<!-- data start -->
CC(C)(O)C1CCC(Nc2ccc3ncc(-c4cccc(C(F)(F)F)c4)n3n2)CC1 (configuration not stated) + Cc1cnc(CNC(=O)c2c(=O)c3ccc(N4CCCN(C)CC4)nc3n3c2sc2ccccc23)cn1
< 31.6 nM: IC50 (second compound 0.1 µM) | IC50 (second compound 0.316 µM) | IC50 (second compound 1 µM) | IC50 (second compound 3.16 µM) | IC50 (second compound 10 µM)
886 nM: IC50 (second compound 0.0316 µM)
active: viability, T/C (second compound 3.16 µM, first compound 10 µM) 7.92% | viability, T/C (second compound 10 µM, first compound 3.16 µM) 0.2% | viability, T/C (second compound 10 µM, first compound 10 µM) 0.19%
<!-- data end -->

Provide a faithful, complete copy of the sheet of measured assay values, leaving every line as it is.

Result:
CC(C)(O)C1CCC(Nc2ccc3ncc(-c4cccc(C(F)(F)F)c4)n3n2)CC1 (configuration not stated) + Cc1cnc(CNC(=O)c2c(=O)c3ccc(N4CCCN(C)CC4)nc3n3c2sc2ccccc23)cn1
< 31.6 nM: IC50 (second compound 0.1 µM) | IC50 (second compound 0.316 µM) | IC50 (second compound 1 µM) | IC50 (second compound 3.16 µM) | IC50 (second compound 10 µM)
886 nM: IC50 (second compound 0.0316 µM)
active: viability, T/C (second compound 3.16 µM, first compound 10 µM) 7.92% | viability, T/C (second compound 10 µM, first compound 3.16 µM) 0.2% | viability, T/C (second compound 10 µM, first compound 10 µM) 0.19%